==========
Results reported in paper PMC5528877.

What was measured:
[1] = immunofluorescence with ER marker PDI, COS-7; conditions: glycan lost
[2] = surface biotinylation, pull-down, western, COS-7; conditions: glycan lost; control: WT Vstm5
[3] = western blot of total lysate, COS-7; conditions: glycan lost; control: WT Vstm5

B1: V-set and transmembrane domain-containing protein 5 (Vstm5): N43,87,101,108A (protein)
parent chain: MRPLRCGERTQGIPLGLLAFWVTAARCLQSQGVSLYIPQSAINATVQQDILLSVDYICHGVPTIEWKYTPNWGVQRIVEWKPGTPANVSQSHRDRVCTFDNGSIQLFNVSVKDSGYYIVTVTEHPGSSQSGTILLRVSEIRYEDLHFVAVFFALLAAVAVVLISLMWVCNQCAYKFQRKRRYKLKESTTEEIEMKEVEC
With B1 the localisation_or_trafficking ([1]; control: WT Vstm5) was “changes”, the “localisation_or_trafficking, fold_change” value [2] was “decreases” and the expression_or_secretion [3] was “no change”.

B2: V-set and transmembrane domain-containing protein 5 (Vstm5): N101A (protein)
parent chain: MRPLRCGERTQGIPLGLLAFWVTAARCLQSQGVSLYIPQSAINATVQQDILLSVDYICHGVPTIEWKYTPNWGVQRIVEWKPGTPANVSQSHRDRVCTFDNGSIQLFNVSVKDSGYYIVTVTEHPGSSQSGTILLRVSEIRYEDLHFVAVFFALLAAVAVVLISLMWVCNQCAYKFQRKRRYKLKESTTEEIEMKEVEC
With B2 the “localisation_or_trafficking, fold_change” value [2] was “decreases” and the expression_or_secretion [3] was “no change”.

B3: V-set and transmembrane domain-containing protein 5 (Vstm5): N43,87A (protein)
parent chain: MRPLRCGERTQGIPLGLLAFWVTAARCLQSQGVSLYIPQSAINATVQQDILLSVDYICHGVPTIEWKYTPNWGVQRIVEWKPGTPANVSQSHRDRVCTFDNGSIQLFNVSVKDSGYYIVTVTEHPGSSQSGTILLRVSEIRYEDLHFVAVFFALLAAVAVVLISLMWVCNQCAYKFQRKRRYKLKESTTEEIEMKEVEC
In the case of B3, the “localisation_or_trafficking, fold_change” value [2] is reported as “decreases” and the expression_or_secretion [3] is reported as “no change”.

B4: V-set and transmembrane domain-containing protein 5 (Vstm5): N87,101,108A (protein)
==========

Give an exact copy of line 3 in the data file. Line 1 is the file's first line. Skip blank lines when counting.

[1] = immunofluorescence with ER marker PDI, COS-7; conditions: glycan lost